Wednesday, November 25, 2009

Thoughtful Spending

This past weekend at Rock Harbor, Mike Erre really challenged us all to think twice before spending money. Erre was daring as he did a little silent hinting towards what's happening in the US today in regards to taxes, and then he challenged us all with some haunting statistics.

After these statistics were said and done, I felt so uncomfortably convicted, that I just wanted to vomit. I was especially convicted because I preach a lot of these stats, but don't always live it. With that said, these stats are hard to look at, and should be addressed within ones own heart, but it should also be understood that our western minds might take longer to really change the ways we live, and that's okay... just as long as we (Christians) begin to recognize that something has to change. We shouldn't be the ones standing alongside the people at Walmart racing, and literally KILLING people, to get the new video game system... we should be/look different. 

/////////////////////// All stats taken from Erre's notes - see more here

The United States constitutes 6% of the world’s population

The United States consumes 40-50% of the world’s resources

Only 8% of the world’s population has a car

1.2 billion people live on 23 cents a day

55% of the world lives on less than $2 a day

Average American lives on $105 a day

40% of the world lacks basic sanitation 

1.2 billion people don’t have clean drinking water

Every 15 seconds a child dies from waterbourne illness

Americans consume 26 billion liters of bottled water per year

800 million people will not eat today; 300 million of those are kids

25,000 people die per day from hunger related causes

Every 3 seconds someone dies of hunger

Americans spend more annually on trash bags than nearly half the world does on ALL
goods. 

2 billion people in the world have no electricity

1% of people in the world own a computer

1% of people in the world have a college education

>>>>
Basic education for all - $6 billion

Water and sanitation for all - $9 billion

Basic health and nutrition for all - $13 billion

Annual expenditure for cosmetics in the United States - $8 billion

Annual expenditure for ice cream in the United States - $20 billion 
>>>>>>>>>>>>>>>>>>>>>>>>>>> do.the.math

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Materialism is the #1 reason that I hate celebrating Christmas. 

Everyone gets SO wrapped up (no pun intended) in the gift giving, that they completely fail to (1) Realize what Christmas is actually celebrating, and (2) Being thankful for the family and friends around them.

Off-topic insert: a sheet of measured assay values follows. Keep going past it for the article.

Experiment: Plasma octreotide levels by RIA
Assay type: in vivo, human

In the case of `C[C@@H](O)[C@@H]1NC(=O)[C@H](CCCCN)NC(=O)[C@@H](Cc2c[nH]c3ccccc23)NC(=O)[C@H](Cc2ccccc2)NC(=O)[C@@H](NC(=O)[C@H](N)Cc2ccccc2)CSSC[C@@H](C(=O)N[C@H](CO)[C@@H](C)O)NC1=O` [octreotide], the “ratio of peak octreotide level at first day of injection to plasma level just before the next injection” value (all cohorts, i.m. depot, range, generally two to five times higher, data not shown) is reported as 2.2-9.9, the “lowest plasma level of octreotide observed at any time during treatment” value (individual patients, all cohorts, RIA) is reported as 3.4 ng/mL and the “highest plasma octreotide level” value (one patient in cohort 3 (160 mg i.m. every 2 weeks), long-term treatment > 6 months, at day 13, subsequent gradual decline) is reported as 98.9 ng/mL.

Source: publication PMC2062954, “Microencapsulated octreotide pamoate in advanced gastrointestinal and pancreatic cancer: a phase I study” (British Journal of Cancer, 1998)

I am working right now alongside people who are picking up extra shifts, and staying for 24 hour shifts, while just making themselves crazy to earn extra money to buy Christmas presents. The whole thing is out of control. What else could we possibly need? 

I look at my life - the clothes in my closet, the car in the parking lot, the roof over my head, the food in the pantry, the warm bed to sleep on, the computer to type with, the TV to watch, the roomies to talk to, the cell phone to be connected to the world... *sigh*... ALL of these things. I am incredibly blessed, and I don't need anything else. I don't need it. 

So before you shop this Friday, I hope that you would think of alternate gift ideas for this holiday season. Whether it's something homemade, a nice letter, or a special gift from the World Vision Catalog, make this year less about you, and more about the people who actually need "things" to survive another day. 

2 comments:

Kyle Fox said...

Indeed Carrie-
It is interesting to keep myself in perspective by realizing how much of my stuff that keep me "rich" is the stuff of modernism. Even looking at your list with things like cars, sanitation, electricity, those are all a result of modernism, something that I know has is up and downsides. Those modernistic things are SO fleeting, yet we drive to keep them and desire everyone to have them.
Its also important to remember those that are poor in the knowledge of Jesus. There are so many that don't know him.

Carrie said...

Kyle - love what you have to say!

You made me realize that I forgot to hit home with the point that American Christians need to realize that WE ARE the RICH people Jesus is talking about in the Bible.

55% of the world lives on $2 a day, while the average American is living on $105 a day (this averaging out your rent, car expenses, food, clothes you bought that month, etc.).

In averaging out my paychecks, a low estimate for me would be around $50 a day. And I am always complaining about how much money I don't have.

We must read those scriptures about the rich, and take a good look at ourselves.